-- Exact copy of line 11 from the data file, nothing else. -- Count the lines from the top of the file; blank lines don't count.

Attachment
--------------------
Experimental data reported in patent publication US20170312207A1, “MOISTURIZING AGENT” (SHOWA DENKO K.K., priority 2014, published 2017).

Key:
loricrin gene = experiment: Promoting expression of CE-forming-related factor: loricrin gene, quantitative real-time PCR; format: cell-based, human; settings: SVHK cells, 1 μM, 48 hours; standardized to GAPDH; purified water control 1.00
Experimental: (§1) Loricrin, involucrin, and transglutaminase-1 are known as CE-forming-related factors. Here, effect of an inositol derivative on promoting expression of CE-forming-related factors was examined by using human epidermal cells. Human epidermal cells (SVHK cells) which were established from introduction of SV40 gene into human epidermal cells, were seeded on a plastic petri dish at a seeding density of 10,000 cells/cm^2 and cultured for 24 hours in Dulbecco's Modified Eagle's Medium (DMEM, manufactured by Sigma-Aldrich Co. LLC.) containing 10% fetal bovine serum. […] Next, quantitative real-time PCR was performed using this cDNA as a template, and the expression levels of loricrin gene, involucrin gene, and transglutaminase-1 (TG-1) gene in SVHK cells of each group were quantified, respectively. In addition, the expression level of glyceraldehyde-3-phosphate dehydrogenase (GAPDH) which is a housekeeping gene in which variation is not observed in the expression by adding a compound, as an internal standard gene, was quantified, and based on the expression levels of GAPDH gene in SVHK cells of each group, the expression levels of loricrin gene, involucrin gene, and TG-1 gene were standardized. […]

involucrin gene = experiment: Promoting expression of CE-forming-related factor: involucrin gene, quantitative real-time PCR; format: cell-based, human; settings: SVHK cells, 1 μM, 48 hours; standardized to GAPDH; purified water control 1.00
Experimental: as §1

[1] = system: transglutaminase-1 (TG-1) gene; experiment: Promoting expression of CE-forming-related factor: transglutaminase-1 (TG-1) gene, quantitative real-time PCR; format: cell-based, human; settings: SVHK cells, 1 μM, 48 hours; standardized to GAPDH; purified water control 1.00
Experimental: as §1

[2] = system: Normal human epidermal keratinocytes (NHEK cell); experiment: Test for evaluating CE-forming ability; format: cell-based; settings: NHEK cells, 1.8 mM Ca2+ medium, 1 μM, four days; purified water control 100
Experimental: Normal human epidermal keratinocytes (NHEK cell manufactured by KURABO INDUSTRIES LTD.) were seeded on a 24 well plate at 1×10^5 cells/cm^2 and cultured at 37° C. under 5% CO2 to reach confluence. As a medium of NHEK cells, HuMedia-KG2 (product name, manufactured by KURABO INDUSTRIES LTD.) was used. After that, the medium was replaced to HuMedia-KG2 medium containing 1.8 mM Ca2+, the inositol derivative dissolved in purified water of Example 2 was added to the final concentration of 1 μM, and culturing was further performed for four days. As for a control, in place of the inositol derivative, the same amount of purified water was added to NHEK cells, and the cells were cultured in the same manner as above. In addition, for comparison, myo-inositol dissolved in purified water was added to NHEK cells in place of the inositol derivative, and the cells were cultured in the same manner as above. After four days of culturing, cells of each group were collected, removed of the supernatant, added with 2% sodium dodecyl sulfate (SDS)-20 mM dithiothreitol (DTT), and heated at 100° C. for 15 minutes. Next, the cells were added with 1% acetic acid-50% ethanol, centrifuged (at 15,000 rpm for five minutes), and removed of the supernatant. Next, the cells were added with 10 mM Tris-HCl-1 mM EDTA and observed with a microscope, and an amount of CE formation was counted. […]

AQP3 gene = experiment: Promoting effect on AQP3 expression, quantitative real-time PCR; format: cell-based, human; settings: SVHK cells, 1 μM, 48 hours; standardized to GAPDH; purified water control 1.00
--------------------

AQP3 gene = experiment: Promoting effect on AQP3 expression, quantitative real-time PCR; format: cell-based, human; settings: SVHK cells, 1 μM, 48 hours; standardized to GAPDH; purified water control 1.00